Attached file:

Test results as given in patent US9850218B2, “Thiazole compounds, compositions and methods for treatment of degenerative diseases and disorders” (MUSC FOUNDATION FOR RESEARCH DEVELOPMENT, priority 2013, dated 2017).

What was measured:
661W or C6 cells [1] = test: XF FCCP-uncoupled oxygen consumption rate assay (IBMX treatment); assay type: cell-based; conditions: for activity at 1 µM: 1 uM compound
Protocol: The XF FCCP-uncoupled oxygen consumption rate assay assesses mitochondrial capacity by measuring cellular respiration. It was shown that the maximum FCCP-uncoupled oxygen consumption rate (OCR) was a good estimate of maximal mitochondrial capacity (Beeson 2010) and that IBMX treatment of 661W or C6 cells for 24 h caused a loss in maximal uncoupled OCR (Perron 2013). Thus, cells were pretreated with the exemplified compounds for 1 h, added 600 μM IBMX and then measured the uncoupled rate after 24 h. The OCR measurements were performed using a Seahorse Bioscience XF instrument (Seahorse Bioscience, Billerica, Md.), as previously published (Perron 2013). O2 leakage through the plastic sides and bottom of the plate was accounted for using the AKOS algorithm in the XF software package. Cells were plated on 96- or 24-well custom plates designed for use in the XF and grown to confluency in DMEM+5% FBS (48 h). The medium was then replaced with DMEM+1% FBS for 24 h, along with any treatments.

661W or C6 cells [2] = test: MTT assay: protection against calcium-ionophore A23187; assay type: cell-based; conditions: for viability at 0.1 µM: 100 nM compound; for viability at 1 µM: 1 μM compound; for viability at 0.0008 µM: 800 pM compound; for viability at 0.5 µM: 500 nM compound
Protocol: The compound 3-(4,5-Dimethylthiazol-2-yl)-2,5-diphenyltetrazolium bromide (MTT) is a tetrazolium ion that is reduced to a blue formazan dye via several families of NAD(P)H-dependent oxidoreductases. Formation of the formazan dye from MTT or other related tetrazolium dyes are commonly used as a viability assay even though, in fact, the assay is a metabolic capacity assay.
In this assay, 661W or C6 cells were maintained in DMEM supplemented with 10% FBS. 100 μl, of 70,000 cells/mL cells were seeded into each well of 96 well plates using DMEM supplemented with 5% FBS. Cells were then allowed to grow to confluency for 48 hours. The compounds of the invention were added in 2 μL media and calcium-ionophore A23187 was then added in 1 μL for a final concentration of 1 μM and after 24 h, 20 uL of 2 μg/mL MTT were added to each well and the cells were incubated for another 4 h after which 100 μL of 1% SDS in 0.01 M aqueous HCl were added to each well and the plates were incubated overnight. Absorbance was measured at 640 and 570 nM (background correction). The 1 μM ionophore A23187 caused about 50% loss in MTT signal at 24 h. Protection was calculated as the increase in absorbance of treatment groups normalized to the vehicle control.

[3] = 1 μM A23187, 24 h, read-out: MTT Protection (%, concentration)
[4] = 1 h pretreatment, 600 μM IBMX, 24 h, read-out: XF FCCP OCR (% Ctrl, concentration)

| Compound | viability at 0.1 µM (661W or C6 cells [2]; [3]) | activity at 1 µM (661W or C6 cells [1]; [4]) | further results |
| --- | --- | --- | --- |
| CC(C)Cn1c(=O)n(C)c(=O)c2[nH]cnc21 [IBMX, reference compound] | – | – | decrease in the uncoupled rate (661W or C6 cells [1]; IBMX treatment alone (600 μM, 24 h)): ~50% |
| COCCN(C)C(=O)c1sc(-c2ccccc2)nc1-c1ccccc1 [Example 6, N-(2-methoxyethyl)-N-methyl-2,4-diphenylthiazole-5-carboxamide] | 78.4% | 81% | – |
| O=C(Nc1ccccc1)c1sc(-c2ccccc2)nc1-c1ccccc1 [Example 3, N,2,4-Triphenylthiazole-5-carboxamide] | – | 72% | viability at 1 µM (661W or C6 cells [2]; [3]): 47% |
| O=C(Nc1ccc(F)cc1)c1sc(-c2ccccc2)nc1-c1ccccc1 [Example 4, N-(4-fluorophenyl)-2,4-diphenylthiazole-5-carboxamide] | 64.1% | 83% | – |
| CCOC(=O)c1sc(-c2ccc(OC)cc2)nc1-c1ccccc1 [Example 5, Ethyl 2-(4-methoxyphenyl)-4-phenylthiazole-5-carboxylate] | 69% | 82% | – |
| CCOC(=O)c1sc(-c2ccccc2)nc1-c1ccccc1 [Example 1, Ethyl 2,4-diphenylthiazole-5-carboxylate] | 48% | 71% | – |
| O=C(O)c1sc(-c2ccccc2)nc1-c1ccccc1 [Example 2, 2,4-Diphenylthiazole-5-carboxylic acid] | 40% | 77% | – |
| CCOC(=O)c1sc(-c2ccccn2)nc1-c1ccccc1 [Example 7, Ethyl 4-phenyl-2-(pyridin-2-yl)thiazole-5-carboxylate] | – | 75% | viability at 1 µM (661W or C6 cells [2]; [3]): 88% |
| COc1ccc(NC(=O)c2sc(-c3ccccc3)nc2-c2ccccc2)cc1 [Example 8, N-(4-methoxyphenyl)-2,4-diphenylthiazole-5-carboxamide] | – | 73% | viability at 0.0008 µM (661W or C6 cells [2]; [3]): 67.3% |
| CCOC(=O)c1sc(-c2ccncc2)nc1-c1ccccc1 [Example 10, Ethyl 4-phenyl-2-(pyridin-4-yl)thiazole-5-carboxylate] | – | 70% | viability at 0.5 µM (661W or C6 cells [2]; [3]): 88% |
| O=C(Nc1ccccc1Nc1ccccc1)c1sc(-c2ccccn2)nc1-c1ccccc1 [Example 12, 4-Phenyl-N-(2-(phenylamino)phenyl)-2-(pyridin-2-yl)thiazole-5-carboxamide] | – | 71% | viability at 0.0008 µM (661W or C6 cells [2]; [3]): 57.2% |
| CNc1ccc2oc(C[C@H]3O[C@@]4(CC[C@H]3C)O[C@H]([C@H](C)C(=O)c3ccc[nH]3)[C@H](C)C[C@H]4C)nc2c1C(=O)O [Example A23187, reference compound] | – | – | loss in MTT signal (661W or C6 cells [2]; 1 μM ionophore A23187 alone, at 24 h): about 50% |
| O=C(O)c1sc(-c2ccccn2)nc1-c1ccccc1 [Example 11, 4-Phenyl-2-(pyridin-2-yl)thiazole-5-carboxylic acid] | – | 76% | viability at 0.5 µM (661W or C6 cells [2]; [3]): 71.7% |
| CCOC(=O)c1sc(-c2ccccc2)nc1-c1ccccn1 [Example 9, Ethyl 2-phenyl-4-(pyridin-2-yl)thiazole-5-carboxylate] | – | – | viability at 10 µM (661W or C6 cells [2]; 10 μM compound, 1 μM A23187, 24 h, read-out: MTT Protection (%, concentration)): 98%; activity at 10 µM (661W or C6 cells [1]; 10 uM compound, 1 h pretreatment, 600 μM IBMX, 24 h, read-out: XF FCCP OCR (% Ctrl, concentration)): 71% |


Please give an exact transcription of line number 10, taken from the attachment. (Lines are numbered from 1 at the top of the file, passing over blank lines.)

| Compound | viability at 0.1 µM (661W or C6 cells [2]; [3]) | activity at 1 µM (661W or C6 cells [1]; [4]) | further results |